So, they made the commitment and renovated the mobile home into a community center.

When a volunteer asked to work full-time and other mobile parks asked for them to launch programs, The Path Project was born.

Word began to spread not only among the families in this mobile park, but among mobile park owners as well. They saw how the Hollandsworths' after-school program was helping kids stay in school and on a healthy path, and they wanted the same for their communities.

First group of Path Project kids who graduated high school.

One volunteer said she wanted to make the tutoring work her full-time job. But Jim and Melinda, a pastor and a teacher, knew practically nothing about fundraising or starting a nonprofit. They had to learn as they went.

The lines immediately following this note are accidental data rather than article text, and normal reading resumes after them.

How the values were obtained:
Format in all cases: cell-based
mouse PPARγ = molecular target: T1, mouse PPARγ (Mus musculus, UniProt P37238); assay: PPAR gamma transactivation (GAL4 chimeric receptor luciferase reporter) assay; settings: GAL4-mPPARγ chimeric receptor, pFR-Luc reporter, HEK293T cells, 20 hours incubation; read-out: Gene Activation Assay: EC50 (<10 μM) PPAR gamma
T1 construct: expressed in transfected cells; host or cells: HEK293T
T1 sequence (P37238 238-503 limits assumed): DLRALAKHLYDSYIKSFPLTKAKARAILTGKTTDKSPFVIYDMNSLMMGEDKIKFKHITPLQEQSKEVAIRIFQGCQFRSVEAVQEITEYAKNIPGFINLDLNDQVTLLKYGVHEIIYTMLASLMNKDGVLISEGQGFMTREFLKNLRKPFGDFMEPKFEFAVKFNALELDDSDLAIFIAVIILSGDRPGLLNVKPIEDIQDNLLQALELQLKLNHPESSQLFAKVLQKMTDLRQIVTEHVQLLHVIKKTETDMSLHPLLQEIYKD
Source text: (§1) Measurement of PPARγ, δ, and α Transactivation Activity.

Today, The Path Project is a full-fledged 501c3 nonprofit with a staff of 24 people.

Jim left his job as a pastor in 2013 to focus full time on the project, which has expanded to eight mobile park neighborhoods in Georgia and Tennessee. The Path Project is privately funded through individuals, churches, and businesses, and they still utilize plenty of volunteers. They also partner directly with local schools and with organizations like Stand Together Foundation, whose goal is to help grassroots social entrepreneurs break the cycle of poverty. Stand Together Foundation is helping The Path Project with scaling their work in order to reach as many children and communities as possible with their relationship-based model.

The project has grown, but the foundation of its success remains the same: Getting to know your neighbors.